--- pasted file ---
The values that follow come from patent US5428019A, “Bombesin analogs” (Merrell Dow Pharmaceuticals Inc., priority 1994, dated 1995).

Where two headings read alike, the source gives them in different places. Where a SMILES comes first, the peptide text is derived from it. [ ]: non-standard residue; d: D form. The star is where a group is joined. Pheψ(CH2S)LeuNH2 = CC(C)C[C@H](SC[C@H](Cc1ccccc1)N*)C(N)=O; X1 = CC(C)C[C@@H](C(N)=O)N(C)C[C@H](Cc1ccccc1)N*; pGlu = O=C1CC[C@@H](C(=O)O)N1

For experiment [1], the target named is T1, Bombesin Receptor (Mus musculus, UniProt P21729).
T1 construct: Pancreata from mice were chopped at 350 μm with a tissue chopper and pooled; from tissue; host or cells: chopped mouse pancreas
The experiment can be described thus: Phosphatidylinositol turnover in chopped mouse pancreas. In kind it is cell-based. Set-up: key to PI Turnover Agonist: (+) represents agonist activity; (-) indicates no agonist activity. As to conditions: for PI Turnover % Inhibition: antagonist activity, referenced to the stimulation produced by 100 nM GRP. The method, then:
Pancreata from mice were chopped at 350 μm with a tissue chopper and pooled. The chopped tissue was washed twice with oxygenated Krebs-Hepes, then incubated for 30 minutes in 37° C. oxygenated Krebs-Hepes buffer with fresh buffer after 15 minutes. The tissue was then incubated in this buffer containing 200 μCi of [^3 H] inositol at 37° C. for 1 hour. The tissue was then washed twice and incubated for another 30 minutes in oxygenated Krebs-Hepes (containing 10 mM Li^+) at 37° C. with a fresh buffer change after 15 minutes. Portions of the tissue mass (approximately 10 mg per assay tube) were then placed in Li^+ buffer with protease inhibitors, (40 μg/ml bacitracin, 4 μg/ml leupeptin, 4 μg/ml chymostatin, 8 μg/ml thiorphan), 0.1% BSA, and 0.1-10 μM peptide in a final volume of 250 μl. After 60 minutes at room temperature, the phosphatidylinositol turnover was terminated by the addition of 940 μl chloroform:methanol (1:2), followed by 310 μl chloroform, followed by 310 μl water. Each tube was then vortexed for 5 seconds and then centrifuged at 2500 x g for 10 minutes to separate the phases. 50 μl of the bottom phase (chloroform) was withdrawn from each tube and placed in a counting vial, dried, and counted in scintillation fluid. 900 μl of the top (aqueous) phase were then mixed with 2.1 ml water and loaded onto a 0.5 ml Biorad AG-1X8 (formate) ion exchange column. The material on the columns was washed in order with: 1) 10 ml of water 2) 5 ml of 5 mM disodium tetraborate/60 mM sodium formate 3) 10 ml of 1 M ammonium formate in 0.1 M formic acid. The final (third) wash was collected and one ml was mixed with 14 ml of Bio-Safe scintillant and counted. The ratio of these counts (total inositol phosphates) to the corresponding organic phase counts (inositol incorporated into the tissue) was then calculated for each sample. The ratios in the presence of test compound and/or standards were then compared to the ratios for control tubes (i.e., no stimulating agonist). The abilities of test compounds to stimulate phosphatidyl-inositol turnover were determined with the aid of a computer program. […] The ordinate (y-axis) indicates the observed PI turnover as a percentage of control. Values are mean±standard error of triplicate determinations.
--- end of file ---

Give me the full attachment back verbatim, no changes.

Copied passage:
The values that follow come from patent US5428019A, “Bombesin analogs” (Merrell Dow Pharmaceuticals Inc., priority 1994, dated 1995).

Where two headings read alike, the source gives them in different places. Where a SMILES comes first, the peptide text is derived from it. [ ]: non-standard residue; d: D form. The star is where a group is joined. Pheψ(CH2S)LeuNH2 = CC(C)C[C@H](SC[C@H](Cc1ccccc1)N*)C(N)=O; X1 = CC(C)C[C@@H](C(N)=O)N(C)C[C@H](Cc1ccccc1)N*; pGlu = O=C1CC[C@@H](C(=O)O)N1

For experiment [1], the target named is T1, Bombesin Receptor (Mus musculus, UniProt P21729).
T1 construct: Pancreata from mice were chopped at 350 μm with a tissue chopper and pooled; from tissue; host or cells: chopped mouse pancreas
The experiment can be described thus: Phosphatidylinositol turnover in chopped mouse pancreas. In kind it is cell-based. Set-up: key to PI Turnover Agonist: (+) represents agonist activity; (-) indicates no agonist activity. As to conditions: for PI Turnover % Inhibition: antagonist activity, referenced to the stimulation produced by 100 nM GRP. The method, then:
Pancreata from mice were chopped at 350 μm with a tissue chopper and pooled. The chopped tissue was washed twice with oxygenated Krebs-Hepes, then incubated for 30 minutes in 37° C. oxygenated Krebs-Hepes buffer with fresh buffer after 15 minutes. The tissue was then incubated in this buffer containing 200 μCi of [^3 H] inositol at 37° C. for 1 hour. The tissue was then washed twice and incubated for another 30 minutes in oxygenated Krebs-Hepes (containing 10 mM Li^+) at 37° C. with a fresh buffer change after 15 minutes. Portions of the tissue mass (approximately 10 mg per assay tube) were then placed in Li^+ buffer with protease inhibitors, (40 μg/ml bacitracin, 4 μg/ml leupeptin, 4 μg/ml chymostatin, 8 μg/ml thiorphan), 0.1% BSA, and 0.1-10 μM peptide in a final volume of 250 μl. After 60 minutes at room temperature, the phosphatidylinositol turnover was terminated by the addition of 940 μl chloroform:methanol (1:2), followed by 310 μl chloroform, followed by 310 μl water. Each tube was then vortexed for 5 seconds and then centrifuged at 2500 x g for 10 minutes to separate the phases. 50 μl of the bottom phase (chloroform) was withdrawn from each tube and placed in a counting vial, dried, and counted in scintillation fluid. 900 μl of the top (aqueous) phase were then mixed with 2.1 ml water and loaded onto a 0.5 ml Biorad AG-1X8 (formate) ion exchange column. The material on the columns was washed in order with: 1) 10 ml of water 2) 5 ml of 5 mM disodium tetraborate/60 mM sodium formate 3) 10 ml of 1 M ammonium formate in 0.1 M formic acid. The final (third) wash was collected and one ml was mixed with 14 ml of Bio-Safe scintillant and counted. The ratio of these counts (total inositol phosphates) to the corresponding organic phase counts (inositol incorporated into the tissue) was then calculated for each sample. The ratios in the presence of test compound and/or standards were then compared to the ratios for control tubes (i.e., no stimulating agonist). The abilities of test compounds to stimulate phosphatidyl-inositol turnover were determined with the aid of a computer program. […] The ordinate (y-axis) indicates the observed PI turnover as a percentage of control. Values are mean±standard error of triplicate determinations.